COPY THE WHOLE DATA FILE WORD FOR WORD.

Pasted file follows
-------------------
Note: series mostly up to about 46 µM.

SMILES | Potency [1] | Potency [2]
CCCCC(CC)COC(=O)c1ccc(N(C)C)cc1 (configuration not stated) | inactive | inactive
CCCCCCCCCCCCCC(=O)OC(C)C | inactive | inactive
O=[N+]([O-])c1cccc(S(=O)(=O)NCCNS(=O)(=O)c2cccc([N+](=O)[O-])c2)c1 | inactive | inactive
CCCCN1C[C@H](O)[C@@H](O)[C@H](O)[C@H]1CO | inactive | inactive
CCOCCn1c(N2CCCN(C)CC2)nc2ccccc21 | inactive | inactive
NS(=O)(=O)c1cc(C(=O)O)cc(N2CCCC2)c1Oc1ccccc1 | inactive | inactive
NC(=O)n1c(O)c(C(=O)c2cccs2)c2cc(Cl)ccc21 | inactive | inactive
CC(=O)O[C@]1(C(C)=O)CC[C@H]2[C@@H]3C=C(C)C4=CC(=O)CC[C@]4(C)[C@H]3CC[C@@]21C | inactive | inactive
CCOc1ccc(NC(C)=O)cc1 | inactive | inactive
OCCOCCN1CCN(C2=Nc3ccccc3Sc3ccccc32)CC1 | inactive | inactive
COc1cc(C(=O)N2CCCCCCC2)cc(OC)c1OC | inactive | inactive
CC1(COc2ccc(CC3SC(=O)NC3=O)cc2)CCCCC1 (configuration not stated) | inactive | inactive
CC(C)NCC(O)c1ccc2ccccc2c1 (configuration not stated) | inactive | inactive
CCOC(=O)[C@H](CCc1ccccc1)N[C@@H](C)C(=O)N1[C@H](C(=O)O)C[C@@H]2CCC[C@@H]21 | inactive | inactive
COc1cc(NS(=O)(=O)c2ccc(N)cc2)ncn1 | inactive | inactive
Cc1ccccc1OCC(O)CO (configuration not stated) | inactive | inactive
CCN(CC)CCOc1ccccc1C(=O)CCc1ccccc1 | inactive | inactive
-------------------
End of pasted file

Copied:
Note: series mostly up to about 46 µM.

SMILES | Potency [1] | Potency [2]
CCCCC(CC)COC(=O)c1ccc(N(C)C)cc1 (configuration not stated) | inactive | inactive
CCCCCCCCCCCCCC(=O)OC(C)C | inactive | inactive
O=[N+]([O-])c1cccc(S(=O)(=O)NCCNS(=O)(=O)c2cccc([N+](=O)[O-])c2)c1 | inactive | inactive
CCCCN1C[C@H](O)[C@@H](O)[C@H](O)[C@H]1CO | inactive | inactive
CCOCCn1c(N2CCCN(C)CC2)nc2ccccc21 | inactive | inactive
NS(=O)(=O)c1cc(C(=O)O)cc(N2CCCC2)c1Oc1ccccc1 | inactive | inactive
NC(=O)n1c(O)c(C(=O)c2cccs2)c2cc(Cl)ccc21 | inactive | inactive
CC(=O)O[C@]1(C(C)=O)CC[C@H]2[C@@H]3C=C(C)C4=CC(=O)CC[C@]4(C)[C@H]3CC[C@@]21C | inactive | inactive
CCOc1ccc(NC(C)=O)cc1 | inactive | inactive
OCCOCCN1CCN(C2=Nc3ccccc3Sc3ccccc32)CC1 | inactive | inactive
COc1cc(C(=O)N2CCCCCCC2)cc(OC)c1OC | inactive | inactive
CC1(COc2ccc(CC3SC(=O)NC3=O)cc2)CCCCC1 (configuration not stated) | inactive | inactive
CC(C)NCC(O)c1ccc2ccccc2c1 (configuration not stated) | inactive | inactive
CCOC(=O)[C@H](CCc1ccccc1)N[C@@H](C)C(=O)N1[C@H](C(=O)O)C[C@@H]2CCC[C@@H]21 | inactive | inactive
COc1cc(NS(=O)(=O)c2ccc(N)cc2)ncn1 | inactive | inactive
Cc1ccccc1OCC(O)CO (configuration not stated) | inactive | inactive
CCN(CC)CCOc1ccccc1C(=O)CCc1ccccc1 | inactive | inactive